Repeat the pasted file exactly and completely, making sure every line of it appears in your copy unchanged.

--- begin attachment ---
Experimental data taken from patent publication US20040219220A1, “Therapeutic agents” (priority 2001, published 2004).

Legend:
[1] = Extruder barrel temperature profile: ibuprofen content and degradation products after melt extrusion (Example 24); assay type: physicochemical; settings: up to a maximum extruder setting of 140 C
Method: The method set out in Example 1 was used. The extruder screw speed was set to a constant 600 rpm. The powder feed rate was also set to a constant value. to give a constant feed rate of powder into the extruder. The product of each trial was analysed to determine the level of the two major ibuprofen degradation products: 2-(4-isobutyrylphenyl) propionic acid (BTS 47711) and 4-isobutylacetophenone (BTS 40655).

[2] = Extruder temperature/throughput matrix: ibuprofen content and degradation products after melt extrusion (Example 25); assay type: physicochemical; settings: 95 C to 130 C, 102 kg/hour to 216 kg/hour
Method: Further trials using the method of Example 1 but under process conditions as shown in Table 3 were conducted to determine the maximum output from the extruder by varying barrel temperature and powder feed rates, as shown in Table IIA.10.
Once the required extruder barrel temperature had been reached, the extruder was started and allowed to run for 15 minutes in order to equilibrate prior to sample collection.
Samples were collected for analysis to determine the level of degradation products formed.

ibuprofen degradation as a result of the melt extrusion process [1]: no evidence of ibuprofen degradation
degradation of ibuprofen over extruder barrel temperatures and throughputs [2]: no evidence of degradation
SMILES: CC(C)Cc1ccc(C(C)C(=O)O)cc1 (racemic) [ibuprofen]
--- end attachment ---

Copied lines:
Experimental data taken from patent publication US20040219220A1, “Therapeutic agents” (priority 2001, published 2004).

Legend:
[1] = Extruder barrel temperature profile: ibuprofen content and degradation products after melt extrusion (Example 24); assay type: physicochemical; settings: up to a maximum extruder setting of 140 C
Method: The method set out in Example 1 was used. The extruder screw speed was set to a constant 600 rpm. The powder feed rate was also set to a constant value. to give a constant feed rate of powder into the extruder. The product of each trial was analysed to determine the level of the two major ibuprofen degradation products: 2-(4-isobutyrylphenyl) propionic acid (BTS 47711) and 4-isobutylacetophenone (BTS 40655).

[2] = Extruder temperature/throughput matrix: ibuprofen content and degradation products after melt extrusion (Example 25); assay type: physicochemical; settings: 95 C to 130 C, 102 kg/hour to 216 kg/hour
Method: Further trials using the method of Example 1 but under process conditions as shown in Table 3 were conducted to determine the maximum output from the extruder by varying barrel temperature and powder feed rates, as shown in Table IIA.10.
Once the required extruder barrel temperature had been reached, the extruder was started and allowed to run for 15 minutes in order to equilibrate prior to sample collection.
Samples were collected for analysis to determine the level of degradation products formed.

ibuprofen degradation as a result of the melt extrusion process [1]: no evidence of ibuprofen degradation
degradation of ibuprofen over extruder barrel temperatures and throughputs [2]: no evidence of degradation
SMILES: CC(C)Cc1ccc(C(C)C(=O)O)cc1 (racemic) [ibuprofen]